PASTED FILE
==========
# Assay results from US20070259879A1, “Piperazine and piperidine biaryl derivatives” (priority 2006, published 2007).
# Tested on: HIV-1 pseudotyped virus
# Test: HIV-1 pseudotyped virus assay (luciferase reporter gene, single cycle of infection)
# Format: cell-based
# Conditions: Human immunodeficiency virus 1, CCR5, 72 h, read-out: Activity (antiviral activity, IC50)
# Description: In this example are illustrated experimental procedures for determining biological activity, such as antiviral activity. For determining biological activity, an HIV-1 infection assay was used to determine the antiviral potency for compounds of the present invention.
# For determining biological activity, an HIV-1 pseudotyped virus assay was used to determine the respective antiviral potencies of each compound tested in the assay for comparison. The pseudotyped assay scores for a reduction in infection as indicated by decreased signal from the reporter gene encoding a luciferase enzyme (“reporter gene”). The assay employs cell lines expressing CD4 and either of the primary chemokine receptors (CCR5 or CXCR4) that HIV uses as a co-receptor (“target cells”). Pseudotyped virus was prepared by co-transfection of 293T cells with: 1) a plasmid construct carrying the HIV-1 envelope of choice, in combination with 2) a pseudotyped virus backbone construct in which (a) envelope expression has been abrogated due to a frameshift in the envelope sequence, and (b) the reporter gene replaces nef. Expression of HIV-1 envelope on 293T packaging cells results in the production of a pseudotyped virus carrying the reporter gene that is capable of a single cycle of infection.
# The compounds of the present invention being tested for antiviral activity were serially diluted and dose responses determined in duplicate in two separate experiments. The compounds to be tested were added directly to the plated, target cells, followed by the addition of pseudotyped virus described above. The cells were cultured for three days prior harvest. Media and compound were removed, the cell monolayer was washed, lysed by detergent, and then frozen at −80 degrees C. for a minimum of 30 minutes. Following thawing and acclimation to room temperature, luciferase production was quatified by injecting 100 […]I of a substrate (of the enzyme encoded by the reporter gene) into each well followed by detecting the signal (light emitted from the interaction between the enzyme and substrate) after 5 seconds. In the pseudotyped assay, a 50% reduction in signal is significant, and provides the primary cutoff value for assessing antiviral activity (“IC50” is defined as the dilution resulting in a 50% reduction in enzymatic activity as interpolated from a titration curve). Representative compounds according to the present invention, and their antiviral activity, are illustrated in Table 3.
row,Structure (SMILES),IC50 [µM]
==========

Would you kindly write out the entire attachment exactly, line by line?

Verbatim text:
# Assay results from US20070259879A1, “Piperazine and piperidine biaryl derivatives” (priority 2006, published 2007).
# Tested on: HIV-1 pseudotyped virus
# Test: HIV-1 pseudotyped virus assay (luciferase reporter gene, single cycle of infection)
# Format: cell-based
# Conditions: Human immunodeficiency virus 1, CCR5, 72 h, read-out: Activity (antiviral activity, IC50)
# Description: In this example are illustrated experimental procedures for determining biological activity, such as antiviral activity. For determining biological activity, an HIV-1 infection assay was used to determine the antiviral potency for compounds of the present invention.
# For determining biological activity, an HIV-1 pseudotyped virus assay was used to determine the respective antiviral potencies of each compound tested in the assay for comparison. The pseudotyped assay scores for a reduction in infection as indicated by decreased signal from the reporter gene encoding a luciferase enzyme (“reporter gene”). The assay employs cell lines expressing CD4 and either of the primary chemokine receptors (CCR5 or CXCR4) that HIV uses as a co-receptor (“target cells”). Pseudotyped virus was prepared by co-transfection of 293T cells with: 1) a plasmid construct carrying the HIV-1 envelope of choice, in combination with 2) a pseudotyped virus backbone construct in which (a) envelope expression has been abrogated due to a frameshift in the envelope sequence, and (b) the reporter gene replaces nef. Expression of HIV-1 envelope on 293T packaging cells results in the production of a pseudotyped virus carrying the reporter gene that is capable of a single cycle of infection.
# The compounds of the present invention being tested for antiviral activity were serially diluted and dose responses determined in duplicate in two separate experiments. The compounds to be tested were added directly to the plated, target cells, followed by the addition of pseudotyped virus described above. The cells were cultured for three days prior harvest. Media and compound were removed, the cell monolayer was washed, lysed by detergent, and then frozen at −80 degrees C. for a minimum of 30 minutes. Following thawing and acclimation to room temperature, luciferase production was quatified by injecting 100 […]I of a substrate (of the enzyme encoded by the reporter gene) into each well followed by detecting the signal (light emitted from the interaction between the enzyme and substrate) after 5 seconds. In the pseudotyped assay, a 50% reduction in signal is significant, and provides the primary cutoff value for assessing antiviral activity (“IC50” is defined as the dilution resulting in a 50% reduction in enzymatic activity as interpolated from a titration curve). Representative compounds according to the present invention, and their antiviral activity, are illustrated in Table 3.
row,Structure (SMILES),IC50 [µM]